Kineret® (anakinra), is FDA-approved to treat the NOMID (Neonatal-Onset Multisystem Inflammatory Disease) form of CAPS (Cryopyrin-Associated Periodic Syndromes), and approved to treat all forms of CAPS in the European Union. Kineret is also approved for treating rheumatoid arthritis. However, it is also often prescribed for off-label use for other diseases, and is being studied in clinical trials for several other autoinflammatory conditions.
This medication works very well in helping to control inflammation related to Interleukin-1ß, that is often elevated or involved in a number of autoinflammatory diseases, but especially in patients with CAPS. Anakinra is an interleukin-1 receptor antagonist, so it blocks the cellular uptake of Il-1ß. This drug helps many individuals to live a more normal healthy life if they are able to get their inflammation under control.
The challenge is that this medication is given as a subcutaneous injection, in most once a day, and there’s no denying that this shot is painful. This is because the medication is preserved with sodium citrate, a form of citric acid, and has a low pH of 6.5, making it acidic.
Anakinra is not alone in being a painful injection, as a few other biologic medications are also known to be very uncomfortable injections, such as Enbrel® (etanercept) and Humira® (Adalimumab).
Here are some tips for making this shot less painful for your child, or yourself. Since everyone reacts differently, you or your child will find some of these tips work well, while others may not be effective or may even make the pain of the shot worse. Try different tips to develop a routine that makes using Kineret most comfortable for you and your child.
Warm it Up
Kineret is stored in the refrigerator. Before giving the shot, you can take it out of the fridge for about 20 to 30 minutes to warm it to room temperature. Some warm it by holding it their hands for a few minutes. Almost all patients do report that a room temperature shot is less painful than a cold shot directly out of the fridge.
Reviews of this tiny plastic device are exceptional. On one side it has small nubs that are uncomfortable, but not painful, when pressed to the skin. When it’s pressed to the skin during the injection, it confuses the brain for a few seconds acting as a form of distraction. Essentially the brain focuses on the annoying nubs and doesn’t pay attention to the injection. This works especially well for kids and it is cheap to buy.
The Buzzy bee is another distraction tool that vibrates. You place it above the injection site as you give the injection. As it vibrates, it works like the ShotBlocker and distracts the brain. You can use the ShotBlocker and the Buzzy together, but you’ll need extra hands to do this.
Aim for Fatty Areas
This is a subcutaneous injection. Aim for injection site areas with the most fat. For this reason, some say the belly is the best, while others prefer the back of the arms.
Ice the Injection Site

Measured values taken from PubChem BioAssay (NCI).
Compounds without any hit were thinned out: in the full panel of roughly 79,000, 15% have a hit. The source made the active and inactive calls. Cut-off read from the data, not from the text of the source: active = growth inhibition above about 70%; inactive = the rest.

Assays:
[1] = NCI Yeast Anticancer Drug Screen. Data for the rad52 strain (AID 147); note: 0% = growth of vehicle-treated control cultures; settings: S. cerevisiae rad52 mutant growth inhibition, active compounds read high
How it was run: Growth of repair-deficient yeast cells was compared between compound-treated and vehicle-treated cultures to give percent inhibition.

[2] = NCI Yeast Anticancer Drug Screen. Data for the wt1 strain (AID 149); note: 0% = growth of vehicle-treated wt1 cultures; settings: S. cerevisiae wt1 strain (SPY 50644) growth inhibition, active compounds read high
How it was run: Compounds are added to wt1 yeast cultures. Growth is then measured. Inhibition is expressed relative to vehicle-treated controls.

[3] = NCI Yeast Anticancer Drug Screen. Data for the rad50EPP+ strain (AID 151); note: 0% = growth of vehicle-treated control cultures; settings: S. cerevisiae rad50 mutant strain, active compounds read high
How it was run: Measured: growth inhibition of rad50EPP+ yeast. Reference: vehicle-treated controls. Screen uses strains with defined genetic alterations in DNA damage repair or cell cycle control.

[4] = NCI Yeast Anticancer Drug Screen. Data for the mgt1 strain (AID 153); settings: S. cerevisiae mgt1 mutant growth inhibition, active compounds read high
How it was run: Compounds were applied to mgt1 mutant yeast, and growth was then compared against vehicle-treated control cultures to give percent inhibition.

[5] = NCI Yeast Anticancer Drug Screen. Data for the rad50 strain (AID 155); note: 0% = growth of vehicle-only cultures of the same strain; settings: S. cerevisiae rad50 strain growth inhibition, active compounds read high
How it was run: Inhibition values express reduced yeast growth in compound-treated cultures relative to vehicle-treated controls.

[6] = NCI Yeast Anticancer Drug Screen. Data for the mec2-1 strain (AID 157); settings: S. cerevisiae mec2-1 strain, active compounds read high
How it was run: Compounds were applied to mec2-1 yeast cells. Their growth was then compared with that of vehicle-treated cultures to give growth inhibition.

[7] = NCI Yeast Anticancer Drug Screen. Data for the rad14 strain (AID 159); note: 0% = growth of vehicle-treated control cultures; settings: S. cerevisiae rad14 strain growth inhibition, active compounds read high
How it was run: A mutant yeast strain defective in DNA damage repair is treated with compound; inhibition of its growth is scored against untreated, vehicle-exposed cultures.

Some report that icing the injection site right before the shot helps alleviate the pain. This does tend to be very individual however. Some say it makes the injection hurt worse.
Warm the Injection Site
If icing the injection site did not help you or your child, try warming the injection site first. You can do this by placing a warm towel over the area for a few minutes before giving the shot.
Some patients prefer to inject the medication slowly. They will push a tiny amount in, stop and take a breath, and then push a little bit more in and stop and take a breath. The injection tends to hurt more as the volume that is injected into the tissues increases as the medication is administered.
Some cannot handle doing it slowly and just inject as quickly as possible to get it over with. For very young kids, you may have no choice but to do it quickly if your child moves too much during the shot.
Rotate Injection Sites
Sides to back of the arms, thighs, and stomach are the common locations for these injections. Do rotate each day where you give the injection. This can help reduce the injection site reactions in any given spot.
Even though people may prefer one area over the rest of the acceptable places for the injection on the body, it is essential to rotate the injection sites, according to the instructions on the medication box. Do not keep using the same area every day.
Overuse of one injection site can lead to deeper tissue injury, and can be more sensitive, or develop more scarred tissues so it is harder for the medication to be efficiently absorbed into the body.
Use a Smaller Needle
Many patients transfer the medication into a smaller gauge needle, such as those used for insulin. The smaller needle can help reduce the pain. Have a nurse or doctor show you how to safely transfer the medication, and how to properly calculate the dose since insulin syringes are marked in units, versus mls before trying this method. The use of another syringe instead of the pre-filled anakinra syringe requires a prescription.
For kids and adults, distracting from the pain is the most effective way to lessen the shot pain. And the same techniques can work for both kids and adults. Try sucking on candy, watching a video or perpetual motion toy, or chewing gum and blowing bubbles. For more about using distraction techniques, click here.
Also, download a copy of our “Healthier Ever After” injection tips book full of helpful tips and fun ways to help your child with their injection experience, and develop coping techniques.
- Drugs.com: Kineret
- FDA: Kineret (Anakinra) Prescribing Information
- Rheumatology International: Injection-site reactions upon Kineret (anankinra) administration: experiences and explanations
*Top photo of child blowing bubbles by Samuel Borges, BigStockPhoto.com